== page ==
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Maurice Ravel
Rapsodie espagnole, Op. 35

Rapsodie espagnole, Op. 35 
Maurice Ravel


Unlike Debussy, Ravel had immediate familial connections to the Iberian peninsula. His mother was of Basque origin, and not only sang the region’s folk songs to her firstborn child, but (as the Paris-based Spanish composer Manuel de Falla later recalled) was an excellent and refined conversationalist in the language.

Ravel first experimented with Spanish idioms in his piano piece Habanera at the age of twenty. His daring use of pedal points and modal harmonies defied rules taught at the Paris Conservatoire such that Ravel failed his harmony class thrice and, as a consequence for being eliminated twice in annual fugue competitions, was expelled from his composition class. Meetings with established experimental composers Emmanuel Chabrier, Erik Satie, and Gabriel Fauré, however, encouraged the budding musician’s bold harmonies and avant-garde chord progressions, guiding his development of the melodic line and approach to structural form.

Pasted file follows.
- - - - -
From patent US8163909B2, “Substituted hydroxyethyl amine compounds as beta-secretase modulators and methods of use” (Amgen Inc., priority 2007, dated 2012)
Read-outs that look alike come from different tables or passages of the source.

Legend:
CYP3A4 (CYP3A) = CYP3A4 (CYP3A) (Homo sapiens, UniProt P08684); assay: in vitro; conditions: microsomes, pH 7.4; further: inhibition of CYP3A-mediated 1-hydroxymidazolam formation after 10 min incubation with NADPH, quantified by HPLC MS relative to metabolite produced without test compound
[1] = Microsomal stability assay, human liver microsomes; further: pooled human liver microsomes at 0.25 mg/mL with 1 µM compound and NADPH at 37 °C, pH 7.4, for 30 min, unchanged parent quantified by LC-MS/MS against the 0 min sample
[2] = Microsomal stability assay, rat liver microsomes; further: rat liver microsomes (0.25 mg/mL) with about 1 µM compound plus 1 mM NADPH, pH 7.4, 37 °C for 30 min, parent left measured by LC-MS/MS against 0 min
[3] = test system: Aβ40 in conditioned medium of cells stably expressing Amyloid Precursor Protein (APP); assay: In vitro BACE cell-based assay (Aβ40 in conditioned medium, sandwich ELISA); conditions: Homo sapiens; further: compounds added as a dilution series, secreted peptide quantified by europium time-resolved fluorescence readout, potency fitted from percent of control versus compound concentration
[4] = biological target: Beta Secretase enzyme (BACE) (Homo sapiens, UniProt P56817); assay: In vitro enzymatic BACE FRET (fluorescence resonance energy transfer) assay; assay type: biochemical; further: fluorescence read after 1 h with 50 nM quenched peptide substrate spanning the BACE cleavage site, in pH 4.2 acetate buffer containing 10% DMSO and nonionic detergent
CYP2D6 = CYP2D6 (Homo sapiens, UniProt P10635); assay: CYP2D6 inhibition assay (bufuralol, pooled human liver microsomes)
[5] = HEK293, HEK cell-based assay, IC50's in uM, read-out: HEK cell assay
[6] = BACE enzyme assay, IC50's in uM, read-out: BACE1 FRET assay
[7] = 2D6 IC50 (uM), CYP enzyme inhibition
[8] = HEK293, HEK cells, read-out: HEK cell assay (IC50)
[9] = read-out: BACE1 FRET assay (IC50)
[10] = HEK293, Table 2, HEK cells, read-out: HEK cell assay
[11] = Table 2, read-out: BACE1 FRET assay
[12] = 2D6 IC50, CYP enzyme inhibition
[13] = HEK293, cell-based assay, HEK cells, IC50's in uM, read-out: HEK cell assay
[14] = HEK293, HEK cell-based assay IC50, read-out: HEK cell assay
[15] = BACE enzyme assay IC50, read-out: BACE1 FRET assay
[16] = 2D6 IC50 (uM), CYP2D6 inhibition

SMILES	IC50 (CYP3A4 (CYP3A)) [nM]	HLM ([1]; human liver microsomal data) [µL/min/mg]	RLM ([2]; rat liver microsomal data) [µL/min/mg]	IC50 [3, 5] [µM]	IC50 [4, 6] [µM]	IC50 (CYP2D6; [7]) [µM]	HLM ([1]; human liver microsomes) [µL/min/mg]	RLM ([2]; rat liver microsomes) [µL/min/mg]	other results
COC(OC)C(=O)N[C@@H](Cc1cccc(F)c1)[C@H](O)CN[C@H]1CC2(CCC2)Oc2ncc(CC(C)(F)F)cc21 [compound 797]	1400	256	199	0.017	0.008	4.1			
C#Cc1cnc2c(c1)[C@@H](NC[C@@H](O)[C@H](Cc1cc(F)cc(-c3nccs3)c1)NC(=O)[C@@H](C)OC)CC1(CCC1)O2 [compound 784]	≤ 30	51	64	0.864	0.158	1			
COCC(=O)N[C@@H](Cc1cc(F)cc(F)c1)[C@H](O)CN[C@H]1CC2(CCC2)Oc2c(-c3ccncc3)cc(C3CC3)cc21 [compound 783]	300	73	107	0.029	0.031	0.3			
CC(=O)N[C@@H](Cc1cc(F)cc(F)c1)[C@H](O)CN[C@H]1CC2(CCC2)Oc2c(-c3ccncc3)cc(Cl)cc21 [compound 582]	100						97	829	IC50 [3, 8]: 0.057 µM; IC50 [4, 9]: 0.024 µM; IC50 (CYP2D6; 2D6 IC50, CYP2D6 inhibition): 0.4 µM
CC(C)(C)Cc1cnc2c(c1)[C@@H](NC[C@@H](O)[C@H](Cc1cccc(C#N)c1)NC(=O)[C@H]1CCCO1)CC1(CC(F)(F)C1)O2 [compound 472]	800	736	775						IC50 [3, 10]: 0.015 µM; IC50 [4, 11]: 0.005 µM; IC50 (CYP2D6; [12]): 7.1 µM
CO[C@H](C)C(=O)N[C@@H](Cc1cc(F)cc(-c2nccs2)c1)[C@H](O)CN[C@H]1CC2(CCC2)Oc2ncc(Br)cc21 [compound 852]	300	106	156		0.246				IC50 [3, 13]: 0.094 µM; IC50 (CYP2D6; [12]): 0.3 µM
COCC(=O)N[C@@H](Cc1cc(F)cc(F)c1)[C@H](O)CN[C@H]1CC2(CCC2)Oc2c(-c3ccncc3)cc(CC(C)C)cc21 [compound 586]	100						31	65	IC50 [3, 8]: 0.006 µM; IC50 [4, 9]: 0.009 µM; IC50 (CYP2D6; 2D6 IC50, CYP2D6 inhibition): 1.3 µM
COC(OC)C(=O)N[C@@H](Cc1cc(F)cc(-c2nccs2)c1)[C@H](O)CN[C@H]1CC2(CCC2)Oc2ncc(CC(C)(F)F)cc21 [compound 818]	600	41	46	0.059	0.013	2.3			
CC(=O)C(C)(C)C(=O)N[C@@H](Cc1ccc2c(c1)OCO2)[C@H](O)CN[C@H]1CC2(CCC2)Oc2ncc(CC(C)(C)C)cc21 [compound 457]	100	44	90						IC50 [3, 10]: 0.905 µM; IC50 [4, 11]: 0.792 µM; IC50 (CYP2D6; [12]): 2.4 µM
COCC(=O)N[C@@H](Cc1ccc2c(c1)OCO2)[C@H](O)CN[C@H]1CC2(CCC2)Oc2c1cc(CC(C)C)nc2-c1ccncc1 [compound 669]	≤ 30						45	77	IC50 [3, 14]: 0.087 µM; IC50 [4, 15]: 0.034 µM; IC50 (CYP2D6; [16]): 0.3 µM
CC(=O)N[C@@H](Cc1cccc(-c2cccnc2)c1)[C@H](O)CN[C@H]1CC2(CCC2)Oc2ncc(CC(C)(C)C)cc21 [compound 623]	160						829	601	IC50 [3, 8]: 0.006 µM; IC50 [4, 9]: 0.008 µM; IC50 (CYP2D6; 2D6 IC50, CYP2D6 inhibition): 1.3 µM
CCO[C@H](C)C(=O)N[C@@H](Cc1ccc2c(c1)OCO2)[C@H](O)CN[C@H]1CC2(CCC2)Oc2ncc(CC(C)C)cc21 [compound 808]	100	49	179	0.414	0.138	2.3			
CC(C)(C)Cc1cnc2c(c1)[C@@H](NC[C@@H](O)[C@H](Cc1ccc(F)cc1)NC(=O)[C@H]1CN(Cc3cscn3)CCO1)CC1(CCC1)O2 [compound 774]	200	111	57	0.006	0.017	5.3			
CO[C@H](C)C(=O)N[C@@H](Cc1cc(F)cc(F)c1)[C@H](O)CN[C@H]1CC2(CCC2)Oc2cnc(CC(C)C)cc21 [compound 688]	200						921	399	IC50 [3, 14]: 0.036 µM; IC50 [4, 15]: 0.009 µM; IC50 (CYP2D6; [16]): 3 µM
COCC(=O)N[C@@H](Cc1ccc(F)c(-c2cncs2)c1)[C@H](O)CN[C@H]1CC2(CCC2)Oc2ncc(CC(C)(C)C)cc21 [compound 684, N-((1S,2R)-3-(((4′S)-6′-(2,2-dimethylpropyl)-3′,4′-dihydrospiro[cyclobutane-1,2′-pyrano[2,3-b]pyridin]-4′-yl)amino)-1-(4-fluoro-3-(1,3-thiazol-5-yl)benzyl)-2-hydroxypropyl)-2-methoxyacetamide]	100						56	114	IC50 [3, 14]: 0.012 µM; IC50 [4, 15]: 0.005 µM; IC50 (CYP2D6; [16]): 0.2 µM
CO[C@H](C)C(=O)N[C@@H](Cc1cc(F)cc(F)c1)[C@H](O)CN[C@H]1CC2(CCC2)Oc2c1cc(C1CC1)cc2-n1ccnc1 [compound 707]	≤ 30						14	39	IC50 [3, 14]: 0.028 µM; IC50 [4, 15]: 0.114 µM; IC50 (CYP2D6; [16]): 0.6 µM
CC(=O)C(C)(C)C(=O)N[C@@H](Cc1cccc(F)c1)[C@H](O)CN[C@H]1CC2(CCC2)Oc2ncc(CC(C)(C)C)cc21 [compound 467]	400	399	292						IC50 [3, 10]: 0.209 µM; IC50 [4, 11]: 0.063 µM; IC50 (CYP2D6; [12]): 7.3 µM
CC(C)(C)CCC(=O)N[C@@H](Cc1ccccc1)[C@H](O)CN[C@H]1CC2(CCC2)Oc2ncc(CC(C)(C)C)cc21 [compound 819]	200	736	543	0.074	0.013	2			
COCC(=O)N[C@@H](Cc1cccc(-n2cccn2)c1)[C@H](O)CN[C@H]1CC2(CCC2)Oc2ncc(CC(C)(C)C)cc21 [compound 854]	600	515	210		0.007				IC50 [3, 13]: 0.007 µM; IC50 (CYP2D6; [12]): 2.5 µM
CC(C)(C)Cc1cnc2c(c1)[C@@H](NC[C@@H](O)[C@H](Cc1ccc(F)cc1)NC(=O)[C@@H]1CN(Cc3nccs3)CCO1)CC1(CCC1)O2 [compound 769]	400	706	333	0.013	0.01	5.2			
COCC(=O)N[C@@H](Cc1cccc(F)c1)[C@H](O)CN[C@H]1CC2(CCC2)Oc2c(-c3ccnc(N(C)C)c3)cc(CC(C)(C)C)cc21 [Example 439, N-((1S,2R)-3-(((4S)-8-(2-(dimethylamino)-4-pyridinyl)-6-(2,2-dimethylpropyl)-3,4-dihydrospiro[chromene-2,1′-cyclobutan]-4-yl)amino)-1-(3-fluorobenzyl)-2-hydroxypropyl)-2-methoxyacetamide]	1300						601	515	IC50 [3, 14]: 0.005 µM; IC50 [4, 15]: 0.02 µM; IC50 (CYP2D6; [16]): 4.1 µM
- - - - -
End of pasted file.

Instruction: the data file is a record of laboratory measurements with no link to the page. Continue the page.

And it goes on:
In 1907, Ravel returned to his student work Habanera, orchestrating the piece and adding three additional movements to complete the Rapsodie espagnole in 1908. Its premiere by the popular Concerts Colonne and a later performance in Munich solidified Ravel’s international status as one of France’s leading composers. Scored in four movements, the piece begins with placid yet mysterious “night music,” followed by a melancholy malagueña complete with its characteristic dance rhythm. The Habanera movement is languid and brief, while the longest and last of the four movements, Feria, explodes with energetic life. One basks in the balmy Iberian sunshine, bathed in upward flourishes of the orchestra and wildly sweeping glissandos emanating from the harp before its stomping and whirling conclusion.


  • In Prélude à la nuit, a repetitive and harmonically ambiguous descending four-note motif 
  • Muted violins that play on the fingerboard in the high registers and ethereal harps and celesta cast elegantly sensuous silhouettes in the low moonlight; cadenzas performed by pairs of clarinets and bassoons towards the end of the movement
  • In Malagueña, dance rhythms punctuated by pizzicato strings, castanets, and triangle 
  • The return of the first movement’s four-note motif followed by a recitative-like solo in the English horn 
  • In Habanera, languid syncopations that convey a graceful approach to the Cuban contradanza    
  • In Feria, the English horn’s solo melody, laced with chromatic inflections in strings and bassoons 
  • Another return of the four-note motif from the Prélude, followed by a complex interweaving of dance rhythms and motifs to complete the movement 


Two piccolos, two flutes, two oboes, English horn, two clarinets, bass clarinet, three bassoons, alto saxophone, four horns, three trumpets, three trombones, tuba, timpani, percussion, two harps, celesta, strings